Language depends on more than just words. Infants and toddlers watch your facial expressions, mouth, hands and body language for communication cues as well. Rolling the eyes or furrowing the brow sends a definite message. Just as a deep tone of voice and pointing to the lipstick that was smudged into the carpet, doesn’t require much explanation of your state of mind.
Your child will become a young Sherlock Homes as he tries to understand the puzzle of putting sounds, words and conversation together. Research suggests that a child has to hear a sound or word 800 times before he recognizes it, processes the information and uses it himself. Guess who provides him with the clues? You! He wants to be just like you, but it is quite an effort that will take place gradually, in small steps. In order for him to talk to you, he has to hear the sounds, put them together, and understand what they mean.
One of the methods that a young child uses to develop vocabulary is “joint attention.” If you point or look at an object while you are naming it, your baby follows your eyes and uses his sight, vision, taste, smell and touch to study the object and make sense about the world around him. Soon, if you point to a picture of a dog in a book you are reading to him, he will point to Rover on the floor. This is a great opportunity to use “dog” in different ways while he is learning the new word. For instance, you say, “Dog. That is a dog. He is a fluffy dog. That is Rover the dog. The dog’s name is Rover.” Your child hears the word “dog” five times in a few seconds. When your child attempts new words, don’t correct his mispronunciations, instead repeat the word correctly and expand on the meaning of the word as in the previous example.
When you understand that your child knows what an object is and he is old enough (usually between 12 and 18 months) to say the word, you can use verbal cues to encourage him to attempt the word. Remember, some sounds are easier than others for toddlers to say. Here is an example – The child asks, “Wha dis?” You respond, “It’s a ball. Tell me. What is it? It’s a b—.” (Give the first sound of the word). Your child will learn to say “ball.” The learning process includes your child identifying the rise and fall in the pitch of your voice to infer questions.
A child has to be in the “mood” to communicate and work with you. You have to follow the child’s lead. You can’t force communication by drilling words into his head. He has to be focused and interested in what you want him to say, and it has to be fun. That is how he will remember it best. Do you have a good memory of an event that was fun versus a meeting that was so boring you had to use toothpicks to keep your eyes open? Make conversation fun and meaningful for your child.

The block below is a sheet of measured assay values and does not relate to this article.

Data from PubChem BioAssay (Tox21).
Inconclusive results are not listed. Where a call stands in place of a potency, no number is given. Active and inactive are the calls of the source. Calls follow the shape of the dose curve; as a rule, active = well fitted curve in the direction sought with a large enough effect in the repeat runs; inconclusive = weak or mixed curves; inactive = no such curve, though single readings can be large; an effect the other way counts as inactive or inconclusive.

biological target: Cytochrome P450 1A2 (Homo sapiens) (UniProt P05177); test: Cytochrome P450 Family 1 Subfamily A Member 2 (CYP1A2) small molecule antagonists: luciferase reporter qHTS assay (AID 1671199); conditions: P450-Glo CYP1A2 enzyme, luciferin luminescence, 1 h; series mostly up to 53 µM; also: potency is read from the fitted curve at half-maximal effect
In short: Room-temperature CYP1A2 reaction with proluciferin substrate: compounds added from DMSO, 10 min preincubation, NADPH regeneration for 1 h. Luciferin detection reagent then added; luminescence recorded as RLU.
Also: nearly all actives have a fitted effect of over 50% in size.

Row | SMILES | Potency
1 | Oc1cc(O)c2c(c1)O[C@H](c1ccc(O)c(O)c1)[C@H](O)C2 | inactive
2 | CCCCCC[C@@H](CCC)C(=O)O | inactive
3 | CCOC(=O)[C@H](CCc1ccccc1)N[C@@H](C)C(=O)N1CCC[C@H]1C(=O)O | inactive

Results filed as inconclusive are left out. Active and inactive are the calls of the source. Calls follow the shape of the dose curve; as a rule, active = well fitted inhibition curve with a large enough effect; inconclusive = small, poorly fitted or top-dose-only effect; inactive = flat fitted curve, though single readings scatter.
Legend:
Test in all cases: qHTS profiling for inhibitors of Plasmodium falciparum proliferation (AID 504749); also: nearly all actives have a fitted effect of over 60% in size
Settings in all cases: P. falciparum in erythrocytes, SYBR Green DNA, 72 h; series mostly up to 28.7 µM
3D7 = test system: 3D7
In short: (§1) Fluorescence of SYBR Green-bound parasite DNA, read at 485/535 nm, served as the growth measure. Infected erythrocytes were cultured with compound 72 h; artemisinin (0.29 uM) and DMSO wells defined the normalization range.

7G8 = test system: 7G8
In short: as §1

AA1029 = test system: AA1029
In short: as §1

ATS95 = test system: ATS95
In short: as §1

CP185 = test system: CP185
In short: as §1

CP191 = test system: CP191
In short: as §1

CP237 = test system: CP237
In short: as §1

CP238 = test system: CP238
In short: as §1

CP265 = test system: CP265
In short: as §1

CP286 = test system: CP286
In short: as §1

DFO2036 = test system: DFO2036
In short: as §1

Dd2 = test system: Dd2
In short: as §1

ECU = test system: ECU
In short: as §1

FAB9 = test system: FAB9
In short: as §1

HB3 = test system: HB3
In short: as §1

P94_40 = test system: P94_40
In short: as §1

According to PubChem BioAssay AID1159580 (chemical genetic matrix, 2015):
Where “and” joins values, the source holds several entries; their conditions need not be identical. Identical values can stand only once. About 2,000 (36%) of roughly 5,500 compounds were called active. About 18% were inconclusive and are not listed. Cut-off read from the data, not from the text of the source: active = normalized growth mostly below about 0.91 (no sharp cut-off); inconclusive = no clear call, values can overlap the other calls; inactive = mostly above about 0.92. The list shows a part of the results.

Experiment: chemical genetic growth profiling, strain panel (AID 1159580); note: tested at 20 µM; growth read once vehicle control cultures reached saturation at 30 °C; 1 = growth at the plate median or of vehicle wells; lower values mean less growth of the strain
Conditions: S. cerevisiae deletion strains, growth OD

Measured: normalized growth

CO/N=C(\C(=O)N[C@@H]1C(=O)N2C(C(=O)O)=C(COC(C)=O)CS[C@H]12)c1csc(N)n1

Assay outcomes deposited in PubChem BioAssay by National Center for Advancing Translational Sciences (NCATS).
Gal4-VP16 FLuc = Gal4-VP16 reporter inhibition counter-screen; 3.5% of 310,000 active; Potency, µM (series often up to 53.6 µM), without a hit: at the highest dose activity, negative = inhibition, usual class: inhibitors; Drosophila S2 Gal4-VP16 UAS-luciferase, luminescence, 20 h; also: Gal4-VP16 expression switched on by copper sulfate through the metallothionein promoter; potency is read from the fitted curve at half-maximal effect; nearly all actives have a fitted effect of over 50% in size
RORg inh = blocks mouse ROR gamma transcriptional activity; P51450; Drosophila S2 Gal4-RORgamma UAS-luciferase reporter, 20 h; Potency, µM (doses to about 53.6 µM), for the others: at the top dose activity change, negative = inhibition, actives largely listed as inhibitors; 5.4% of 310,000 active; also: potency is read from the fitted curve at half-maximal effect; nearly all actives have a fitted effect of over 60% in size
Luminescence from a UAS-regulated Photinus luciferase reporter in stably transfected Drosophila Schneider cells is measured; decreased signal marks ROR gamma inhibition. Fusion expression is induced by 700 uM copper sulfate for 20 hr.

You know your child better that anyone else and you are your child’s first teacher. A nine-month-old works to speak one word. By 18 months, he understands 50 words and speaks between eight to 10 words. By the time he is two-years-old, he comprehends 300 words and speaks 50 words in two to four word phrases. That is a great accomplishment in a short amount of time.
Good communication skills will open many doors for personal success in your child’s future. An article I discovered years ago in the American Educator (2003), “The 30 Million Word Gap by Age 3,” by Betsy Hart and Todd R. Risley, reinforces my beliefs about the importance of parenting in the communication process. Their research showed that children living in Professional Class homes heard approximately 30 million more words than children in Welfare Class homes, and 10 million more than those in Working Class homes. The research went a step further and compared the children’s success in the classroom environment with their communication skills. Again, there was a direct correlation. Another factor was the way parents interacted with their children, and a more positive manner encouraged learning. Provide an environment that is rich in words and sensory activities that stimulate all areas of development. Be wise and invest the time and education in your children and yourself. You are your child’s best teacher, and as research has proven, education takes place in the home.
Kathy has 35 years of child development experience and is the author of the My Baby Compass series. She is certified by the American Speech and Hearing Association (ASHA), holding both bachelor’s and master’s degrees in speech and language pathology. She gained her clinical expertise working with children and adults with a full spectrum of communication disorders.